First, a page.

My experience with legs of ham has been somewhat sporadic. There are a couple of occasions where ham fits the bill better than anything else, the first is at 21st birthday parties when around 11.30pm the parents take one look at the heaving, sweaty dance floor and hastily produce a cold leg of ham beside a mountain of carbohydrate-heavy baguettes, hoping to sop up the bellies of their guests, awash with champagne.
The next is Christmas day, a stunning staple of the festive season and the family lunch table, for as we all know there's nothing like a Christmas bash without a gorgeously caramelised hind leg, piled high with roasted pineapple and slathered in mustard. It’s even better the next morning, pan fried and sandwiched between two runny eggs and thick buttered toast.
It's a great moment when you get into work one ordinary December morning, sit down at your desk that doesn't face a window, turn on your rather old PC and click on an email from the new CEO wishing everyone a very merry Christmas, employees with surnames A - M can collect their Christmas hampers from the courier dock between 10am - 12pm today.
Que? Hampers? For everyone?
It's true, I could hardly believe it, we were all given a big, squeaky styrofoam box filled with a big beautiful ham, chocolate covered peanuts, cookies, fruit mince pies, mustard and a bag of caramel popcorn that didn't last until lunch. It was pretty much perfect timing as it saved me the $150 I would have spent that exact afternoon running around buying a ham for the party I was having last Saturday night.
Brought out after runny, soft cheeses and fresh cold prawns, the ham was carved and sliced, tiny baby pickles were nestled between champagne mustard and hunks of olive bread. Fairy lights twinkled and there were even balloon hats. Someone found a Santa suit complete with beard and belt and we all woke up in the morning to find the puppy had dragged the leftover ham bone off the table from between the bottles of ruby red wine and the carnival popcorn onto the floor. Never one to miss out, he enjoyed his own feast, complete with roasted pineapple. I didn’t know whether to be annoyed or impressed, that ham weighed about three kilos!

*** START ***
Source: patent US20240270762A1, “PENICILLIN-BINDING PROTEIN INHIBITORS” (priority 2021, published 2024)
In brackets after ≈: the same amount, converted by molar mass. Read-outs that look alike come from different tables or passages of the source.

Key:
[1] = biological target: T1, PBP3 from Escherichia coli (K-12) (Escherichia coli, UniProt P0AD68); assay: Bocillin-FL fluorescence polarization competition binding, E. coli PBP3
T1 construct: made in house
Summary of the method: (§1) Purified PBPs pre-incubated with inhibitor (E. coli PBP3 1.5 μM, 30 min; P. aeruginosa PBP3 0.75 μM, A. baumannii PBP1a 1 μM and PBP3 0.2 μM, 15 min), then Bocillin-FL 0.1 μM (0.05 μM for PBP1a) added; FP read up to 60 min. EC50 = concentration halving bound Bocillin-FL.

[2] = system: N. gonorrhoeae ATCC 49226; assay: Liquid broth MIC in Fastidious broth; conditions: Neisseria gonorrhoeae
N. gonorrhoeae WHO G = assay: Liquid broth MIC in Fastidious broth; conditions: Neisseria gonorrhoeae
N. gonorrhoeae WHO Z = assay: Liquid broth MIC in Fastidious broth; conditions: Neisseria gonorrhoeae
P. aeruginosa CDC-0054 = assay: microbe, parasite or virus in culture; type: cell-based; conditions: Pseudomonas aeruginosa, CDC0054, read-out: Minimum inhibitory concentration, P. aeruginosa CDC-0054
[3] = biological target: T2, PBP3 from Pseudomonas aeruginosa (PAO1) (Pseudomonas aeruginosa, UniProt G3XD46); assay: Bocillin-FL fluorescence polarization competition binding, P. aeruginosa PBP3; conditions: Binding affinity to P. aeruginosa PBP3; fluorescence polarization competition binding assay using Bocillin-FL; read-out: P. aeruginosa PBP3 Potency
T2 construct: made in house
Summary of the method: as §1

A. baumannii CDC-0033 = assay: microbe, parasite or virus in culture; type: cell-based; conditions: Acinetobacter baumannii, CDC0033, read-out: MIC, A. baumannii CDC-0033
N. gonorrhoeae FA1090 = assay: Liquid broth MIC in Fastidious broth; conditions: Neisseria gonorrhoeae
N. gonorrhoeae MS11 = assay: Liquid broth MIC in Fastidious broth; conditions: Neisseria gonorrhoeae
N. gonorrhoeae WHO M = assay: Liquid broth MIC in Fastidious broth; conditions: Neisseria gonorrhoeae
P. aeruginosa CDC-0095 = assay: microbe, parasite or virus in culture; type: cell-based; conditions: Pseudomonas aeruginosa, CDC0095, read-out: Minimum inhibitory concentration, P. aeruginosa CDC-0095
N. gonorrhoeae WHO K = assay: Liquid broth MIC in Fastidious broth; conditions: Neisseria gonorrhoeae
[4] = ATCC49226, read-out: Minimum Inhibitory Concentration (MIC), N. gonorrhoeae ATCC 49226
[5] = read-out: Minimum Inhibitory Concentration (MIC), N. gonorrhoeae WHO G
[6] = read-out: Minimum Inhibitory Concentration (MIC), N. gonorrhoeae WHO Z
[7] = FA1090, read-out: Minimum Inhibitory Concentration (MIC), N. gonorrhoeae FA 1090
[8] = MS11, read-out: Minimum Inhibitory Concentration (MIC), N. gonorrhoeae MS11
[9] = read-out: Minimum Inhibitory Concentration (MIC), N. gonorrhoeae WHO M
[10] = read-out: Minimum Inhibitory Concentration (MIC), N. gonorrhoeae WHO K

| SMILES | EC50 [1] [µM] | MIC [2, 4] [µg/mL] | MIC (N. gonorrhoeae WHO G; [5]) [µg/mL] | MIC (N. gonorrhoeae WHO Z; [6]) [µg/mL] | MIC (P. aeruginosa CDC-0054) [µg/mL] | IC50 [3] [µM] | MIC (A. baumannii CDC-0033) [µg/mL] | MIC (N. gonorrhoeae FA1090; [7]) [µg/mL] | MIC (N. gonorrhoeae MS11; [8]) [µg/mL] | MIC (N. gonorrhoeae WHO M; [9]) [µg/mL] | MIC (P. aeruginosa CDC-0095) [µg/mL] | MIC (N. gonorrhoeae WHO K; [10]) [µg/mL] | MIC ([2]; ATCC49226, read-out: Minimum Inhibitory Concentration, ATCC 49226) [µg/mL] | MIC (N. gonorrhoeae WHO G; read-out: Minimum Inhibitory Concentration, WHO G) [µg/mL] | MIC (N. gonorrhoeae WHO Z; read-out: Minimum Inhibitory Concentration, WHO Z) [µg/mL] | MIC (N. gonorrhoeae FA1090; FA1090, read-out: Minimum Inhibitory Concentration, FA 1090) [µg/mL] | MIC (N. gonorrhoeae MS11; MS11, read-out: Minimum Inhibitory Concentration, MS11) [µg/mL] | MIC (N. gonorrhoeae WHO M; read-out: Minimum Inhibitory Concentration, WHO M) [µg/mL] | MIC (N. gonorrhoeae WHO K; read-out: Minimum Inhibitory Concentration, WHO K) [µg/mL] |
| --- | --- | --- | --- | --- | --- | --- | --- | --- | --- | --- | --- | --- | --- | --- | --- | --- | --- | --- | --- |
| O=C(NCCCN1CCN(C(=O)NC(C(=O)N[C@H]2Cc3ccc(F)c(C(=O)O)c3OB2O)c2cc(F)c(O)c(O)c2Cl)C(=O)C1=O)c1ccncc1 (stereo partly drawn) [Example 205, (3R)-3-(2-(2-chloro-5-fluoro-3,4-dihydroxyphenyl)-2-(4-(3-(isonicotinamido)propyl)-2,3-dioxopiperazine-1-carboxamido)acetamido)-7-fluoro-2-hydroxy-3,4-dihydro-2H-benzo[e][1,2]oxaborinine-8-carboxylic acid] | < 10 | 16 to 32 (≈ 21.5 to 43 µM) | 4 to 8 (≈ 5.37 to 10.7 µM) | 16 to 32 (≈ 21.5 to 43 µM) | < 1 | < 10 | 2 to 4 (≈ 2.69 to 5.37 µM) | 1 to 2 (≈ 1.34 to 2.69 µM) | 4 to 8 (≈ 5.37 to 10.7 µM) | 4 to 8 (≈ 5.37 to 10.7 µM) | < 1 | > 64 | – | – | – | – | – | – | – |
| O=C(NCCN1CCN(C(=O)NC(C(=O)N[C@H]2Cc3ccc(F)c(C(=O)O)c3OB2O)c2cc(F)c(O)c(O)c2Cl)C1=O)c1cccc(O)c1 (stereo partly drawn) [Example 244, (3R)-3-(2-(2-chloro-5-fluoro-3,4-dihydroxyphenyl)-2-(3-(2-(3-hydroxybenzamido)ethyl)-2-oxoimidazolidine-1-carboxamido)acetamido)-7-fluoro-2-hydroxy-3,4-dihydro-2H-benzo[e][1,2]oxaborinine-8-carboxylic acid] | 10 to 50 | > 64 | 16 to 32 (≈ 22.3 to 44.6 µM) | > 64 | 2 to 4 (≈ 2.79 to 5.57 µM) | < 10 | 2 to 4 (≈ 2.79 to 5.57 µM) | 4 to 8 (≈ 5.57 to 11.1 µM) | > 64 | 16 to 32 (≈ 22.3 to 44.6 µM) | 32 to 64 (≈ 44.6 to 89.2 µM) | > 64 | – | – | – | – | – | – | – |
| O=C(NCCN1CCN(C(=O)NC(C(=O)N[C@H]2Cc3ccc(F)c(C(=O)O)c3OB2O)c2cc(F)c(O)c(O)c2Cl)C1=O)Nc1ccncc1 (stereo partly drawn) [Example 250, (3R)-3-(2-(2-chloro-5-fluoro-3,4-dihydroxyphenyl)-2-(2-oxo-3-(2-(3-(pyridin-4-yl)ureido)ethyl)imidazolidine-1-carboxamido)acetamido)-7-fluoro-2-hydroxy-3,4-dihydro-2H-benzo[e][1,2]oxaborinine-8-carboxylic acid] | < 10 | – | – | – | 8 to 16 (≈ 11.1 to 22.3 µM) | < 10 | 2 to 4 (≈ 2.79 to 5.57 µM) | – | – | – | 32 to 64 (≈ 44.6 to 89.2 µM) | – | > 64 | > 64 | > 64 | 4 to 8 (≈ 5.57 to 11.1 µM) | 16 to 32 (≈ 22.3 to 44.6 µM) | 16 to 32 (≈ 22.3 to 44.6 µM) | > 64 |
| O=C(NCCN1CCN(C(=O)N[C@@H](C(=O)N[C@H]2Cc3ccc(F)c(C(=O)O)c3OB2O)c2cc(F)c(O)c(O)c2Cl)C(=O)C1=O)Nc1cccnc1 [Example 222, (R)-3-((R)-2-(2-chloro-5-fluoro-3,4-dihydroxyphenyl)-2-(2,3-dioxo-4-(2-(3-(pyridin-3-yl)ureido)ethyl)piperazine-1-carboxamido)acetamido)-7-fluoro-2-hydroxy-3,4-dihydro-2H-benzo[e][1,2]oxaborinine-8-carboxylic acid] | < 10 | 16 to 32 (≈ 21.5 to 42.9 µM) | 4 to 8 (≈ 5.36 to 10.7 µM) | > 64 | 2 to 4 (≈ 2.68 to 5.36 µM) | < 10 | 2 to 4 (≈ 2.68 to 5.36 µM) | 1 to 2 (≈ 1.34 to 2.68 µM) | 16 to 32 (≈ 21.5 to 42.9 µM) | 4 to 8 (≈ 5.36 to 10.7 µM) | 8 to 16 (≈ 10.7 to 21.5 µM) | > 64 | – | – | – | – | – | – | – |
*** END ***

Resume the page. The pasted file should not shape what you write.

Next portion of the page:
Christmas Ham with Brown Sugar & Pineapple Glaze:
This is my Mum's recipe that she has been making for as long as I can remember, thanks Mama
1 half leg of ham (approx three kilos) keeping the bone in makes for tender meat
1/2cup of Dijon mustard
1 can of pineapple slices
3/4 cup firmly packed brown sugar
1/8 cup of cloves
To remove the skin of the ham, peel back the front and slide your finger along the inside of the skin, between the layer of fat, and keep pulling back the skin and sliding your finger across the fat, until the skin gradually peels right off. You want to keep most of the fat on because that's what soaks up the glaze and keeps it moist and tasty.
With a sharp knife, remove any excess fat so you have uniform thickness over the whole leg. Score the fat with a sharp knife into a criss-cross diamond pattern. Place the ham into a deep roasting pan. and preheat the oven to 180 degrees C.
Pour the mustard onto the top of the ham and spread all over the fat with a knife or spoon, so you have an even coating. In a medium bowl, mix the brown sugar with half the pineapple juice from the can of slices, and mix to form a thick, gloopy paste. Spread the paste evenly on top of the mustard layer, don't worry if some of it drips into the pan, you will use it to baste. Secure the pineapple slices to the top of the ham with the cloves.
Roast the ham until warmed through, about 1 1/4 - 1 1/2 hours, every 20 minutes take the ham out of the oven and, using a large metal spoon, scoop up the juices and pour back over the top of the ham, so it becomes caramelised in the oven.
Cover with foil until you are ready to serve and carve. Serve with mustard, pickles and thick bread. Merry Christmas!